In my current professional guise, I get to work with quite a few charities, helping them with strategy, governance, evaluating their impact and sometimes getting stuck in as a frontline volunteer myself.  Over the last year, I’ve worked with charities in areas as diverse as foodbanks, community gardens, science education in schools, prisoner rehabilitation, homelessness and mental wellbeing.

It would be easy to get downbeat about what is wrong with our society, that so many people have so many needs.  But it’s also amazing and uplifting to see the passion and commitment of the various volunteers and staff alike, in their determination to start putting things right.

A large part of “what works well” in nearly every area I’ve looked at is actually about rebuilding a sense of local community.  Academic studies on “happiness” tell us that it is often the loss of hope and of social connections that makes people’s lives more miserable.  And that rebuilding a real sense of community, and rebuilding faith – both in other people, and religious faith – will do just as much to improve people’s happiness as an increase in income.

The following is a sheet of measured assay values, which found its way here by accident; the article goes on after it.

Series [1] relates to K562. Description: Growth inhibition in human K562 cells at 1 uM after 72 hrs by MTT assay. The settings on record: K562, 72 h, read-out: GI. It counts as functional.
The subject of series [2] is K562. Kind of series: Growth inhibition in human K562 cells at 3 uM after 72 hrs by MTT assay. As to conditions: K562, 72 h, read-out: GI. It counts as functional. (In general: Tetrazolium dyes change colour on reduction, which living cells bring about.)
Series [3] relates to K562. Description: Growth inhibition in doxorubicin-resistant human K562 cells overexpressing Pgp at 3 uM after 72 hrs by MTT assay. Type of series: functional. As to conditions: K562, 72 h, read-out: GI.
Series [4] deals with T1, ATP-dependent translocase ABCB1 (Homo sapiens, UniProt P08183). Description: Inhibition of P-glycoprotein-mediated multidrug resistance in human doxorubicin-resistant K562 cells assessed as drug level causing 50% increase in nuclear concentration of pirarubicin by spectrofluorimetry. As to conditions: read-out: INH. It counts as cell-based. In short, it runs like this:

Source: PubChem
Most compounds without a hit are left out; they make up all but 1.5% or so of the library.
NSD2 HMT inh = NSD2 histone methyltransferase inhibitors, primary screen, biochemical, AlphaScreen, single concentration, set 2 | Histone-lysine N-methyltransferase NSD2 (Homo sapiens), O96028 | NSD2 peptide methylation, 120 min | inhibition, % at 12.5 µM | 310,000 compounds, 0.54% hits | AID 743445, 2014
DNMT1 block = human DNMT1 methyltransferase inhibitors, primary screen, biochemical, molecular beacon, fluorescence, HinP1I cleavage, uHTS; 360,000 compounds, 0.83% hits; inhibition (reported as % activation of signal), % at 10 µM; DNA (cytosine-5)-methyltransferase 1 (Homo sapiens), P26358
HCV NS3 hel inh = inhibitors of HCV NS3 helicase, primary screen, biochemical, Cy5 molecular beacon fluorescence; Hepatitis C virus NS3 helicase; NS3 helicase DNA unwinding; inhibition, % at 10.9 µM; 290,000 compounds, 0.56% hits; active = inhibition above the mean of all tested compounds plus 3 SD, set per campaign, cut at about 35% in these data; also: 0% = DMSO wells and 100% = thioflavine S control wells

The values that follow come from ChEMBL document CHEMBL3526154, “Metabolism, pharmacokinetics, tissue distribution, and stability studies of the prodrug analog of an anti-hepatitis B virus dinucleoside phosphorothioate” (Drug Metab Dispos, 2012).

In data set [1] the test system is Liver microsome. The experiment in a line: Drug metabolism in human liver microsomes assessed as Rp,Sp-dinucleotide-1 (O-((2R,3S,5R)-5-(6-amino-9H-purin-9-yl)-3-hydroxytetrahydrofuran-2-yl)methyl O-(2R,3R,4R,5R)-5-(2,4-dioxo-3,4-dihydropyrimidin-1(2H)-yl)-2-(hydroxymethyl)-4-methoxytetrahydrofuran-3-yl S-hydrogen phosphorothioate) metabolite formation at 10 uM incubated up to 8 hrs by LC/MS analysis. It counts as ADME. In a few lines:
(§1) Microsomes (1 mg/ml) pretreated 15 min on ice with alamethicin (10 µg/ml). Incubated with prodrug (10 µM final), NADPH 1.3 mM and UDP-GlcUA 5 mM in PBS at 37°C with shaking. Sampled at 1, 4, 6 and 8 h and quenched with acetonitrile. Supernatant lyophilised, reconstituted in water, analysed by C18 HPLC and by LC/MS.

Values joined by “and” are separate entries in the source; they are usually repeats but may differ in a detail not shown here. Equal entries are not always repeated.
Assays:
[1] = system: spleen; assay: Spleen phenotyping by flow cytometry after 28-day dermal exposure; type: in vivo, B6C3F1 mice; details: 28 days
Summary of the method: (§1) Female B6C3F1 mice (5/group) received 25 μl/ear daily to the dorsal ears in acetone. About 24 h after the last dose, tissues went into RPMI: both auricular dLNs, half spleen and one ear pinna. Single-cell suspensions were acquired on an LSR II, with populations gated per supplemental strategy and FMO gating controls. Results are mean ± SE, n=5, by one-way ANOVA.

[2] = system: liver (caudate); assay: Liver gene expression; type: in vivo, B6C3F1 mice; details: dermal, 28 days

Which perhaps shouldn’t be a surprise to us.  Jesus didn’t worry about his income, he trusted in the people around him that all that he needed would be provided.  The early apostles set aside special ministry for those caring in the community (Acts 6).

As we have used the vacancy as time for a reflection, we have become clearer that our church is more a serving church than an overtly evangelistic one.  We strongly believe in quiet but persistent demonstration by action of our faith and fellowship, to the each other and the wider community.

Gifts of the spirit come in many forms.  If we’re right that this is ours, then I say “Amen” to that.

Ian Moore